- The biggest radio telescope
- The dark side of the universe – could Australia host a gravitational wave detector?
- Too wet for next generation telescopes
Australian researchers are in pole position to solve some of the Universe’s greatest mysteries by participating in three massive global projects.
Stories from the Australian Institute of Physics Congress in Adelaide.
The biggest radio telescope
Last week, construction started in Western Australia of the world’s largest radio telescope.
This will be one of humanity’s biggest-ever scientific endeavours. It is the culmination of 30 years of planning and design, and the first time Australia has hosted a mega-science project on behalf of the international community.
Sixteen countries are partnering to build the SKA in Australia and Africa, with a total investment of about $3 billion AUD (about €2 billion).
The Australian component, SKA-Low, will consist of 131,000 antennas spread across 74km of Wajarri Yamaji country in Western Australia. It will partner with SKA-Mid, under development in Africa.
“This is an incredibly exciting time for radio astronomers in Australia and around the world,” says Dr Sarah Pearce, Director of the SKA-Low Telescope.
“After 30 years of planning, we are about to start on-site construction of two of the world’s largest telescopes, one in Australia and one in South Africa. This will define the next decades of radio astronomy as we push the boundaries of what we know about the Universe, right back to the cosmic dawn when the first stars and galaxies were born,” she says.
The dark side of the universe
“The Nobel-winning discovery of a gravitational wave in 2015 enabled a new kind of astronomy, exploring the dark side of the universe,” says Caltech experimental physicist Rana Adhikari.
Three Gravitational Wave Observatories, in the USA, Italy, and Japan, have underpinned the discoveries to date. Over one hundred waves have been detected, revealing massive collisions between black holes and stars.
Australian researchers have played an important role: developing sensitive detectors and analysing the results, through OzGrav, the ARC Centre of Excellence for Gravitational Wave Discovery, which has just received a further seven years of support from the Australian government.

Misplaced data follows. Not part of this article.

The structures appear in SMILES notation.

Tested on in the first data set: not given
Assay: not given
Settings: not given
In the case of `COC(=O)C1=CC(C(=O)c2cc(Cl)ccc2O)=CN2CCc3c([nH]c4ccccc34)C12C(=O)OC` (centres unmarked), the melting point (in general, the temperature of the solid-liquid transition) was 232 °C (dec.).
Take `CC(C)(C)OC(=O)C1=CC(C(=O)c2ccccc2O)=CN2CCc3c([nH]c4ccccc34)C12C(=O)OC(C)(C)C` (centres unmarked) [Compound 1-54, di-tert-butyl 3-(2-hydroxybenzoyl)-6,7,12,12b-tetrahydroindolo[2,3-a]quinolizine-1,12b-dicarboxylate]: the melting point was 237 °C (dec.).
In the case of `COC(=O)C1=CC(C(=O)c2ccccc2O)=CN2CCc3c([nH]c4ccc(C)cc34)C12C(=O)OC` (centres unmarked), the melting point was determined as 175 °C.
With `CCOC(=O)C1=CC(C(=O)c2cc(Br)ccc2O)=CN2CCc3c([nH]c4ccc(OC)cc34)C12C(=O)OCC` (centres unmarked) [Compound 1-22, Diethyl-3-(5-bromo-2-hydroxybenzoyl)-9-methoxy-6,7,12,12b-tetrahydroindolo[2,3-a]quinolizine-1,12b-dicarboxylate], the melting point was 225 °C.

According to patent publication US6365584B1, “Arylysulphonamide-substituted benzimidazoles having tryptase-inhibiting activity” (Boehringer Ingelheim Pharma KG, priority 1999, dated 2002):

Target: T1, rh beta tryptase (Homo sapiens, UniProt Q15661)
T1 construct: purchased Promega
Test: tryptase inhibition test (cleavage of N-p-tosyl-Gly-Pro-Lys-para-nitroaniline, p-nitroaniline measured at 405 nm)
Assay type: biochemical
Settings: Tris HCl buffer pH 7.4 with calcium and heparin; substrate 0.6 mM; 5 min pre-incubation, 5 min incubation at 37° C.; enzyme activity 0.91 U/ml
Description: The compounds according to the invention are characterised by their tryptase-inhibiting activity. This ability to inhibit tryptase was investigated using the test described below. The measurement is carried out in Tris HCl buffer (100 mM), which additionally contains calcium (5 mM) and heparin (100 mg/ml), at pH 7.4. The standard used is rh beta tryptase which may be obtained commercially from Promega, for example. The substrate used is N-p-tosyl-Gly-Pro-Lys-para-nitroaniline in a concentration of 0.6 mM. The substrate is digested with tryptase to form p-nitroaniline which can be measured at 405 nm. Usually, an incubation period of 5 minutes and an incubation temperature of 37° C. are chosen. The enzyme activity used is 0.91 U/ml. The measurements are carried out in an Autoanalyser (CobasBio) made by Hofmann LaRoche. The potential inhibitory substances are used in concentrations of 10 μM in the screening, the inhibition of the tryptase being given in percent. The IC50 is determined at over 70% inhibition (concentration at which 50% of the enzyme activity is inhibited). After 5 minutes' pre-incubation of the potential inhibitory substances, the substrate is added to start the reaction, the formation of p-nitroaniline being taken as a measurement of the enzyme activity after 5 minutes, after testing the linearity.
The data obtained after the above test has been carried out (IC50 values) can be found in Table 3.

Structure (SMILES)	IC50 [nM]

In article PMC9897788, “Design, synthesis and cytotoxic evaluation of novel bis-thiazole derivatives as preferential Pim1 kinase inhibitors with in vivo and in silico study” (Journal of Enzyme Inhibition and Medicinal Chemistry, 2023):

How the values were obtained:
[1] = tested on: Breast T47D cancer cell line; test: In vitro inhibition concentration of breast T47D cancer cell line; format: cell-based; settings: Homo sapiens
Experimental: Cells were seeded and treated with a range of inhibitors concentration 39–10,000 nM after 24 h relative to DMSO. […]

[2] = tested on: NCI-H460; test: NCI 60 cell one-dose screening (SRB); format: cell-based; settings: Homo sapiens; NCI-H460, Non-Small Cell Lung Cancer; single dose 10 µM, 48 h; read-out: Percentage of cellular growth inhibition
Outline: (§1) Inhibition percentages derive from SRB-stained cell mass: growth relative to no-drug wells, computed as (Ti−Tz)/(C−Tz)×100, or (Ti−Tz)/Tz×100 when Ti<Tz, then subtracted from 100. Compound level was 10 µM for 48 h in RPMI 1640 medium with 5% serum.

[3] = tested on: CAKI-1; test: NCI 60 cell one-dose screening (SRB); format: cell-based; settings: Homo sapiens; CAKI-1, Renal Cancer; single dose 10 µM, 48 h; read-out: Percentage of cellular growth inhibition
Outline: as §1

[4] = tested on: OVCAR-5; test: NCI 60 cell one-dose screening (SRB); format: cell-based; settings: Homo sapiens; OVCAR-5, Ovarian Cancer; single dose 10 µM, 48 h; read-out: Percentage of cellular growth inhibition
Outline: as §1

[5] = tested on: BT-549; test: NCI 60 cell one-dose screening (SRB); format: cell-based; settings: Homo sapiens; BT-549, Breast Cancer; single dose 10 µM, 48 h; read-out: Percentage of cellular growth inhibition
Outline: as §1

“The next series of upgrades will increase our understanding of highly-warped spacetime, nuclear astrophysics, and cosmology. But, to reach those astrophysical targets, the measurements will have to be improved through quantum metrology, advances in thin film materials, and AI-driven feedback controls,” says Rana.
Today’s detectors are L shaped with the arms up to 4 km long. A suite of three new detectors is being discussed internationally, says OzGrav Deputy Director Professor David McClelland. Each would be much bigger than current detectors with arms up to 40km long. Australia would be perfectly placed to host one of these detectors. “Our Southern Hemisphere location will enable better triangulation of gravitational events. And our continent’s stable geology will reduce background interference,” he says.
Australia is too wet for the biggest telescopes
While the world is turning to Australia for the best locations for radio astronomy and gravitational waves, our continent is, surprisingly, too flat and wet for the biggest optical telescopes.
So, the optical astronomers are calling on Australia to join ESO, the European Southern Observatory, which operates a suite of telescopes in the Atacama Desert in Chile. It’s the driest place in the world, outside of the polar regions. The Extremely Large Telescope, currently under construction, will be fifteen times sharper than Hubble. Its main mirror will be thirty-nine metres in diameter. Membership will give Australia access to the telescopes, and to contracts to develop new technologies such as the optical microcombs reported yesterday.